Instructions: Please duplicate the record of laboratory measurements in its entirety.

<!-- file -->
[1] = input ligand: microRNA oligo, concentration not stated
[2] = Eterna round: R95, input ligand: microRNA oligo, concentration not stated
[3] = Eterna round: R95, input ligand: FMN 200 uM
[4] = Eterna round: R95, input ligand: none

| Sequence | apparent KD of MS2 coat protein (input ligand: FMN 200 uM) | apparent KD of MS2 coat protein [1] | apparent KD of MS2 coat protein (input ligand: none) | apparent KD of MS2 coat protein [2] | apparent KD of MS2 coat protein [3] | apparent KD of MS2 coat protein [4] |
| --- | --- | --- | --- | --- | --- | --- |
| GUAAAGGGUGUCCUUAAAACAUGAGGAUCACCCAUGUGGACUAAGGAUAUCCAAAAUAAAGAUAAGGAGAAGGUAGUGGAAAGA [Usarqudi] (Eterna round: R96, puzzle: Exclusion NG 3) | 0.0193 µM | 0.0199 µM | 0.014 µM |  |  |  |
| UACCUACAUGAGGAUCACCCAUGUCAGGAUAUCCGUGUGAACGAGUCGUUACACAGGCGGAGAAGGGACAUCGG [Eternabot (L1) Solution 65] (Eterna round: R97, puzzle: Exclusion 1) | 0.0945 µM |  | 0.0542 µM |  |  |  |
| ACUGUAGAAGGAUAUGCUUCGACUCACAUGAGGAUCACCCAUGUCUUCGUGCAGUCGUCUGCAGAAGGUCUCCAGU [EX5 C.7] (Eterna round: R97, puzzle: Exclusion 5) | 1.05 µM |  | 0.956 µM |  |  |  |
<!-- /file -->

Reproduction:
[1] = input ligand: microRNA oligo, concentration not stated
[2] = Eterna round: R95, input ligand: microRNA oligo, concentration not stated
[3] = Eterna round: R95, input ligand: FMN 200 uM
[4] = Eterna round: R95, input ligand: none

| Sequence | apparent KD of MS2 coat protein (input ligand: FMN 200 uM) | apparent KD of MS2 coat protein [1] | apparent KD of MS2 coat protein (input ligand: none) | apparent KD of MS2 coat protein [2] | apparent KD of MS2 coat protein [3] | apparent KD of MS2 coat protein [4] |
| --- | --- | --- | --- | --- | --- | --- |
| GUAAAGGGUGUCCUUAAAACAUGAGGAUCACCCAUGUGGACUAAGGAUAUCCAAAAUAAAGAUAAGGAGAAGGUAGUGGAAAGA [Usarqudi] (Eterna round: R96, puzzle: Exclusion NG 3) | 0.0193 µM | 0.0199 µM | 0.014 µM |  |  |  |
| UACCUACAUGAGGAUCACCCAUGUCAGGAUAUCCGUGUGAACGAGUCGUUACACAGGCGGAGAAGGGACAUCGG [Eternabot (L1) Solution 65] (Eterna round: R97, puzzle: Exclusion 1) | 0.0945 µM |  | 0.0542 µM |  |  |  |
| ACUGUAGAAGGAUAUGCUUCGACUCACAUGAGGAUCACCCAUGUCUUCGUGCAGUCGUCUGCAGAAGGUCUCCAGU [EX5 C.7] (Eterna round: R97, puzzle: Exclusion 5) | 1.05 µM |  | 0.956 µM |  |  |  |